Perception by Meaghan Eliot

That jazz in the summertime

can make the heat

bearable. With Louis

trumpeting “I’m in the Mood for Love,”

the static from old records

and a woo-woo

from woodwinds,

clarinet reeds damp and sweaty,

all that sticky perspiration

sculpts a sex appeal,

gives July and August

their muggy flavor.

 

That you should never underestimate

the rain a cloud can hold.

 

That I believe the best

ball player

was not Babe Ruth,

but Lou Gehrig.

That disease can make a man

stronger.

 

That the anticipation of pain

does not make it hurt less.

 

That sailboats have a funny shape.

That from above water

they look easily capsized,

the sides of long and narrow sloops

seem like they’ll dip, tipping

either starboard or port,

but not keeping balance.

That it needs speed,

momentum to keep its bow

above the waterline.

That, if the wind were nonexistent

and the darting boat to slow,

its slick mahogany would

slip.

 

That we can easily

lose equilibrium.

 

 

That if you use public restrooms

you are guaranteed

at some point

to be in a stall without toilet paper.

That you’ll sit there

on the toilet,

waiting for the next person to enter,

hoping you’ll be brave enough

to ask them to slip you some

under the partition, just a handful.

But of course, you’ll wait

longer than normal,

and when someone finally does

come in, they’ll be in a group—

three or four ladies

cackling on about some

co-worker,

or ex-boyfriend they’ve just

run into, how he’s gotten fat and old

looking. They won’t

be able to hear your small

“excuse me.”

 

That even in our most private moments,

we are exposed.

 

That there is a time and place

for the ampersand.

I wonder if people who use it

may just be lazy

or possibly don’t know how to

spell “and.”

That I’ve used it

and felt ashamed.

That it is just one more

promotion for pairing. Almost pretty

by itself:

more of a treble clef, looping

around the five-lined measures,

curling around middle G,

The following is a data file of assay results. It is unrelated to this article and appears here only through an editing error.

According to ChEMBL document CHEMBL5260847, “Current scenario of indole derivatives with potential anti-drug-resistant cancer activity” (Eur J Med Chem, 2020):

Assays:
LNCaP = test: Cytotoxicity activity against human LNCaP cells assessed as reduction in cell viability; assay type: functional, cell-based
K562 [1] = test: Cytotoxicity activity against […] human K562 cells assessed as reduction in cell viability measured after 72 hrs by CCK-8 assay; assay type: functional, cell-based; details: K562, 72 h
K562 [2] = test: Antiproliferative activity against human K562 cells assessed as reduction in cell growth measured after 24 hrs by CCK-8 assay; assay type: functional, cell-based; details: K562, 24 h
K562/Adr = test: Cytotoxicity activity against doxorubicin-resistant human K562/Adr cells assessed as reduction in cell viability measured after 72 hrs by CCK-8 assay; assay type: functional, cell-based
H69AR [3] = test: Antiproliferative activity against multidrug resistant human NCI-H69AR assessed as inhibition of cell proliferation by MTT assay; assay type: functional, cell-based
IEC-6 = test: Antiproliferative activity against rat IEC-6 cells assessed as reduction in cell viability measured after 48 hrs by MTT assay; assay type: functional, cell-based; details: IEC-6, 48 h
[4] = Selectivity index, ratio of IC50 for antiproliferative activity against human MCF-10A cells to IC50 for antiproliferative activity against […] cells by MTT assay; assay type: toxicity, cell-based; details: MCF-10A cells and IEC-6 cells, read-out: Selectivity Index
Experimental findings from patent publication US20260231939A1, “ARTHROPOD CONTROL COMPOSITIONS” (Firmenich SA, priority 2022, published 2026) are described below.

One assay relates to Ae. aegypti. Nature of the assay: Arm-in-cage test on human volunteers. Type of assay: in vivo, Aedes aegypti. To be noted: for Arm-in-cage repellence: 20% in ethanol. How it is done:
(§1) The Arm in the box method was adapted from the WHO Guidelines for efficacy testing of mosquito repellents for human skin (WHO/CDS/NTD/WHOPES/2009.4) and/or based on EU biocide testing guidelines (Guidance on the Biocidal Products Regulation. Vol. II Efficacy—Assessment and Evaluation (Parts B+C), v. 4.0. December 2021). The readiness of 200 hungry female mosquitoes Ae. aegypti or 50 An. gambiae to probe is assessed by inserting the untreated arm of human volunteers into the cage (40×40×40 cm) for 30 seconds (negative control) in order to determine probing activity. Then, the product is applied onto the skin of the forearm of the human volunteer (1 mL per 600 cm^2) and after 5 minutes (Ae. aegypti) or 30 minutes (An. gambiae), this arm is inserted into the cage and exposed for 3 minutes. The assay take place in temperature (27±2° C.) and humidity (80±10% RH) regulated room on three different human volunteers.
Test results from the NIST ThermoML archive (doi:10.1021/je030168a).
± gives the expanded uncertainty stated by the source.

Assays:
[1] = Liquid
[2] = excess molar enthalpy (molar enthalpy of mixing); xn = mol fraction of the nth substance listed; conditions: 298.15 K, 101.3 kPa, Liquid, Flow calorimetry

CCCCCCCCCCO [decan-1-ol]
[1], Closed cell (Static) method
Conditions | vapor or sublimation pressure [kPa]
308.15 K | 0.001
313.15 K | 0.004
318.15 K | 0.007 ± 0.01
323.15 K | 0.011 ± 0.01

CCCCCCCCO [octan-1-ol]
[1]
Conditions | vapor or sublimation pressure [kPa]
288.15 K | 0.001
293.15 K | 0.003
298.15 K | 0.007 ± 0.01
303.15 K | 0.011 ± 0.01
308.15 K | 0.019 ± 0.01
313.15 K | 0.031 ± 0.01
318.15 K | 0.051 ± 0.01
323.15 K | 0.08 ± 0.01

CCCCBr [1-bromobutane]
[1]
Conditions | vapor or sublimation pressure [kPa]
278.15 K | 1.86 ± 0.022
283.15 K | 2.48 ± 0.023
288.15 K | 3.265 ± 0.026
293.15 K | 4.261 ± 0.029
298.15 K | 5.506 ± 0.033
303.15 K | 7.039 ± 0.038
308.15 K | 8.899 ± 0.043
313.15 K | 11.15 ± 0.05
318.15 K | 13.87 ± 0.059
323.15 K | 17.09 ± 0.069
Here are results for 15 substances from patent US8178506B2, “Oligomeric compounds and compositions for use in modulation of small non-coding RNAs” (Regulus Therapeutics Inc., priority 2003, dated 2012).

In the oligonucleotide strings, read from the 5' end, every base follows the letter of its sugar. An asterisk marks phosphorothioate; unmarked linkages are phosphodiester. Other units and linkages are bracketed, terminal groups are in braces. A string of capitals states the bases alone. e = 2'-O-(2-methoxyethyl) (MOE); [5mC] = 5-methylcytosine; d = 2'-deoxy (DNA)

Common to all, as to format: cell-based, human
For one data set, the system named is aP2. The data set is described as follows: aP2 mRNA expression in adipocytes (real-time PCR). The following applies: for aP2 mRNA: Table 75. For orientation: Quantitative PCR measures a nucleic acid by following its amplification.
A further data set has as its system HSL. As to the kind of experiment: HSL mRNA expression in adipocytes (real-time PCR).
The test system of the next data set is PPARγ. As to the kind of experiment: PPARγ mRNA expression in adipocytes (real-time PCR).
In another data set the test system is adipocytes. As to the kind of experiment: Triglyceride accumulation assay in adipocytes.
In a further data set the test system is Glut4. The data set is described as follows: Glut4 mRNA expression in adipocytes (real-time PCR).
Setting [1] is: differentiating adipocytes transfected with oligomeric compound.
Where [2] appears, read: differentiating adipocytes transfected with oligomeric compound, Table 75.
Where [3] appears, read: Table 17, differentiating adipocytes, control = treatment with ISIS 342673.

or like the General Mills™ “G”

on kids’ morning cereal boxes.
But in a sentence,

a perfectly good sentence,

grammatically correct

and errorless otherwise,

it is one gigantic mar in the middle,

a smashing pimple on the line.

 

That a breath rises and falls,

but language is almost always

horizontal.

 

That not everything has to be

profound.

Philosophy over breakfast,

meaning in every forkful, every bite

containing a life-changing event.

That the search for ideology

becomes more desperate;

that we hope it’s hiding

everywhere,

even under the hash browns.

 

That everyone needs vices.

 

That coffins were designed for

men, their original triangle shape,

gradually compressing

downward, suggesting

those of us with hips and curves

do not belong.

 

That only the narrow will fit.

 

That an 18-month-old

can look like an 80-year-

old man: teeth missing,

drooling, wrinkled,

with a vacant expression

and an upturned nose—

as if you weren’t good enough

for him,

like looks from so many men

before him.

 

That animals should have souls.

 

That florescent lighting

doesn’t flatter anyone.

That even beauty

disappoints

and all that is created

can turn upon itself.

That we can be grateful

and still despise;

can be compassionate

and still make enemies;

can be in awe

and still destroy.

 

That we have not yet learned how to be

imperfect.

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Categories: Issue 2 - Spring 2012, Periodicals, Poetry | Tags: | Leave a comment

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